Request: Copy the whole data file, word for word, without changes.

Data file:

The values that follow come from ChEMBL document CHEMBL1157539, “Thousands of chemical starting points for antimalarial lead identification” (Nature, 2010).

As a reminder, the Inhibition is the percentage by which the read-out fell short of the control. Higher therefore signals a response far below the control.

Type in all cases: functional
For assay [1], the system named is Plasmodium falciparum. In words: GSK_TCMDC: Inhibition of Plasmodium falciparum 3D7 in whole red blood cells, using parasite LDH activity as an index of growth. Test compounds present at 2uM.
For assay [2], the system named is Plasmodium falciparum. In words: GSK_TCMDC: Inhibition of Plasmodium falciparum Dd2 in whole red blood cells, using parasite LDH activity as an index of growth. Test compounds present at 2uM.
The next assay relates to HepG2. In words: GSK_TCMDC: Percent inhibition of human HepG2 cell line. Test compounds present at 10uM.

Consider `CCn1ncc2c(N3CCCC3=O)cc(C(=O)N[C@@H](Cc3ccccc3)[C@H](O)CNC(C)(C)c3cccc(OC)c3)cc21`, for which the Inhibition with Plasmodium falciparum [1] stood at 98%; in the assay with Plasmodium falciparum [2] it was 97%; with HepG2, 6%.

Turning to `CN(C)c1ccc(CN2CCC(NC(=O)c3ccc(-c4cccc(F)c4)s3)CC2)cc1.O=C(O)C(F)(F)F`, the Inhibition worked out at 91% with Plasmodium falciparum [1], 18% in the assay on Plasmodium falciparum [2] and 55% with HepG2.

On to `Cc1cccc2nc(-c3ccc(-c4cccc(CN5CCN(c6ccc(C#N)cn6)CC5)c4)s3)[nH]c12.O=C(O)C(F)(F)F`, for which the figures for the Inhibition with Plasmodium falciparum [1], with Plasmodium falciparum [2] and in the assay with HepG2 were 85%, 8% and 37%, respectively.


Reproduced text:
The values that follow come from ChEMBL document CHEMBL1157539, “Thousands of chemical starting points for antimalarial lead identification” (Nature, 2010).

As a reminder, the Inhibition is the percentage by which the read-out fell short of the control. Higher therefore signals a response far below the control.

Type in all cases: functional
For assay [1], the system named is Plasmodium falciparum. In words: GSK_TCMDC: Inhibition of Plasmodium falciparum 3D7 in whole red blood cells, using parasite LDH activity as an index of growth. Test compounds present at 2uM.
For assay [2], the system named is Plasmodium falciparum. In words: GSK_TCMDC: Inhibition of Plasmodium falciparum Dd2 in whole red blood cells, using parasite LDH activity as an index of growth. Test compounds present at 2uM.
The next assay relates to HepG2. In words: GSK_TCMDC: Percent inhibition of human HepG2 cell line. Test compounds present at 10uM.

Consider `CCn1ncc2c(N3CCCC3=O)cc(C(=O)N[C@@H](Cc3ccccc3)[C@H](O)CNC(C)(C)c3cccc(OC)c3)cc21`, for which the Inhibition with Plasmodium falciparum [1] stood at 98%; in the assay with Plasmodium falciparum [2] it was 97%; with HepG2, 6%.

Turning to `CN(C)c1ccc(CN2CCC(NC(=O)c3ccc(-c4cccc(F)c4)s3)CC2)cc1.O=C(O)C(F)(F)F`, the Inhibition worked out at 91% with Plasmodium falciparum [1], 18% in the assay on Plasmodium falciparum [2] and 55% with HepG2.

On to `Cc1cccc2nc(-c3ccc(-c4cccc(CN5CCN(c6ccc(C#N)cn6)CC5)c4)s3)[nH]c12.O=C(O)C(F)(F)F`, for which the figures for the Inhibition with Plasmodium falciparum [1], with Plasmodium falciparum [2] and in the assay with HepG2 were 85%, 8% and 37%, respectively.